Jake Auchincloss, a moderate Democrat and local city councilor who was a registered Republican as recently as President Barack Obama’s second term, has won Tuesday’s nine-way Democratic primary in Massachusetts’s Fourth Congressional District to become the likely successor to the outgoing Representative Joseph P. Kennedy III.
Mr. Auchincloss won the highly fragmented race with less than 23 percent of the vote, The Associated Press reported early Friday morning, beating the second-place finisher, Jesse Mermell, a progressive endorsed by Representative Ayanna Pressley, by just over 2,000 votes.
The seat, which includes areas in the Boston metropolitan region like Brookline as well as towns to the south, opened unexpectedly after Mr. Kennedy decided to mount a primary challenge to Senator Edward J. Markey, who prevailed on Tuesday in one of the country’s most bitter intraparty fights.
In Mr. Auchincloss, 32, Massachusetts is replacing a scion of a political dynasty with another descendant of the political upper crust. His family tree includes Jackie Kennedy and Gore Vidal. Mr. Auchincloss is currently a city councilor in Newton, and did not shy away from his Republican past, tying himself to the state’s Republican governor, Charlie Baker.
The race was shaped by several small controversies. Mr. Auchincloss apologized for old statements on social media that seemed to justify the burning of the Quran. He also mocked efforts by a local community to rename Columbus Day “Indigenous Peoples’ Day” in 2016.
And yet, while Mr. Auchincloss trailed candidates in the Boston suburbs, he consolidated support in the heavily Democratic district’s southern regions. There, he cast himself in the image of Mr. Baker, the popular governor who has distanced himself from national Republicans such as President Trump.
“I’m honored that the people of #MA04 have chosen me as the Democratic nominee for Congress,” he said on Twitter. “My deepest gratitude goes out to the voters who placed their confidence in my capacity to drive progress — and to the volunteers and supporters who shared our message across their cities and towns.”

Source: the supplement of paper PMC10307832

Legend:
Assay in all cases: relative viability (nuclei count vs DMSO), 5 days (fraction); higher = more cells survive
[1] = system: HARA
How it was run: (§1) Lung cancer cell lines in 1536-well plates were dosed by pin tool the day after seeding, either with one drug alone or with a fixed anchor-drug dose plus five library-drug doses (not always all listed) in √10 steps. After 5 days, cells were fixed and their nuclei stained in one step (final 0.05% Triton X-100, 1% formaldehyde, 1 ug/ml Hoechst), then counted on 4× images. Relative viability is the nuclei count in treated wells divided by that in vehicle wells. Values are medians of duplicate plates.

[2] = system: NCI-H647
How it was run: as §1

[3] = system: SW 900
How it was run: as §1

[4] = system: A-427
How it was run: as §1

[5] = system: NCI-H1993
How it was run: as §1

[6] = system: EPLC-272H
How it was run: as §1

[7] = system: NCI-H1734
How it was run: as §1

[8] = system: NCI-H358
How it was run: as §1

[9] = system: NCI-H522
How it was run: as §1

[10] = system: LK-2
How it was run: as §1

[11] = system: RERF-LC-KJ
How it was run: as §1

Mr. Auchincloss, who is expected to defeat the Republican nominee, Julie Hall, in November, is set to join an all-Democratic congressional delegation in Massachusetts that has a foothold in several of the party’s most important factions.
Mr. Markey remains in the ranks of progressives such as Senator Elizabeth Warren and Ms. Pressley. There are moderates who earn the ire of the party’s left, such as Representatives Stephen Lynch and Richard Neal — who both easily held their seats on Tuesday. Representative Katherine Clark is often tipped as a future member of the party’s congressional leadership and Seth Moulton, a former presidential candidate who easily won re-election, is just 41.
Most of the delegation had stayed clear of the race in the fourth district, except Ms. Pressley — who endorsed her former colleague and close confidant, Jesse Mermell. Ms. Mermell was the closest rival to Mr. Auchincloss, and earned the endorsements of progressive groups and leaders such as the Working Families Party and the Massachusetts attorney general, Maura Healey.
Because of the fractured field, supporters of Ms. Mermell had urged other candidates to leave the race before early voting began — hoping to consolidate the progressive wing and help her overtake Mr. Auchincloss.